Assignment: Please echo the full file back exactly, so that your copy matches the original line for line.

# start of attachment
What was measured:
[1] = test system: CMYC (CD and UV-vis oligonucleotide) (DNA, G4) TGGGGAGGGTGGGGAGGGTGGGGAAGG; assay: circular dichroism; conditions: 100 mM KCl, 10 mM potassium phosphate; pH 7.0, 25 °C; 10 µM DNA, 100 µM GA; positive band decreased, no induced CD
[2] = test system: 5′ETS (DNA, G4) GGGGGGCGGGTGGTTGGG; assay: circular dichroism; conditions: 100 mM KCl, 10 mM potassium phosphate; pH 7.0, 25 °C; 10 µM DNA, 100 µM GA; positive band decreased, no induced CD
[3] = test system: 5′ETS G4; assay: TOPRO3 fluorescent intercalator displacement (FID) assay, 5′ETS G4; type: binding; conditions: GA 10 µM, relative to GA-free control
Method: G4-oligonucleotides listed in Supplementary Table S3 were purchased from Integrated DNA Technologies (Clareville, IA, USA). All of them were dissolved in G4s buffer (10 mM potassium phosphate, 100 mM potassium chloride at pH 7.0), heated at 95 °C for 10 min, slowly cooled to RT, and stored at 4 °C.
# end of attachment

What was measured:
[1] = test system: CMYC (CD and UV-vis oligonucleotide) (DNA, G4) TGGGGAGGGTGGGGAGGGTGGGGAAGG; assay: circular dichroism; conditions: 100 mM KCl, 10 mM potassium phosphate; pH 7.0, 25 °C; 10 µM DNA, 100 µM GA; positive band decreased, no induced CD
[2] = test system: 5′ETS (DNA, G4) GGGGGGCGGGTGGTTGGG; assay: circular dichroism; conditions: 100 mM KCl, 10 mM potassium phosphate; pH 7.0, 25 °C; 10 µM DNA, 100 µM GA; positive band decreased, no induced CD
[3] = test system: 5′ETS G4; assay: TOPRO3 fluorescent intercalator displacement (FID) assay, 5′ETS G4; type: binding; conditions: GA 10 µM, relative to GA-free control
Method: G4-oligonucleotides listed in Supplementary Table S3 were purchased from Integrated DNA Technologies (Clareville, IA, USA). All of them were dissolved in G4s buffer (10 mM potassium phosphate, 100 mM potassium chloride at pH 7.0), heated at 95 °C for 10 min, slowly cooled to RT, and stored at 4 °C.